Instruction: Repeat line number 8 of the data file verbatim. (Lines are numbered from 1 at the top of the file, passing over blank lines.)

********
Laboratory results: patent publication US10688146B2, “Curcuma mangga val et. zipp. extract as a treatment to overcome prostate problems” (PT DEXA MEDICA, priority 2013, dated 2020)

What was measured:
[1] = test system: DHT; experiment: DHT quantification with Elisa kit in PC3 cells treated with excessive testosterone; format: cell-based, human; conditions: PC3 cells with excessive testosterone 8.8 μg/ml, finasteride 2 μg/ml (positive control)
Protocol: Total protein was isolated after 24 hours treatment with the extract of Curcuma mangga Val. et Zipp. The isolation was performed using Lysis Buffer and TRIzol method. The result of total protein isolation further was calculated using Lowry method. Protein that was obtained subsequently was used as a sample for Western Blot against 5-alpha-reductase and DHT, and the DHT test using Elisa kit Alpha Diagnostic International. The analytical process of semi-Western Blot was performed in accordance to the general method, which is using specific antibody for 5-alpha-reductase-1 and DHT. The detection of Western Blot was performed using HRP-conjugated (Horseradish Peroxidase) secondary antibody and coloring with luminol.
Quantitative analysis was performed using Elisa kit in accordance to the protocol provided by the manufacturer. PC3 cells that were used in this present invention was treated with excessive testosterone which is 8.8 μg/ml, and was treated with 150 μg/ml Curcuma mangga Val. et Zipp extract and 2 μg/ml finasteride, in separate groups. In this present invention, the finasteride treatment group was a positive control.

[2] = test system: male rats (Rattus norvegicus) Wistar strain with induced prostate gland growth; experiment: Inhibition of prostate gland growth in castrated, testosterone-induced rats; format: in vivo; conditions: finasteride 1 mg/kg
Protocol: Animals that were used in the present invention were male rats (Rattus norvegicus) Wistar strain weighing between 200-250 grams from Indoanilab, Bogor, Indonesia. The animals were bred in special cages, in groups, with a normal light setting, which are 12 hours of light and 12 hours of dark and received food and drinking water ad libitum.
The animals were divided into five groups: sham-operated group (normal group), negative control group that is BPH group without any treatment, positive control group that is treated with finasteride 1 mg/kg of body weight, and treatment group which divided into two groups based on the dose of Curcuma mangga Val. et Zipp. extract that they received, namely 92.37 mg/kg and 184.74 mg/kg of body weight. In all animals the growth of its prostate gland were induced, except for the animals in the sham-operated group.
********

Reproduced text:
The animals were divided into five groups: sham-operated group (normal group), negative control group that is BPH group without any treatment, positive control group that is treated with finasteride 1 mg/kg of body weight, and treatment group which divided into two groups based on the dose of Curcuma mangga Val. et Zipp. extract that they received, namely 92.37 mg/kg and 184.74 mg/kg of body weight. In all animals the growth of its prostate gland were induced, except for the animals in the sham-operated group.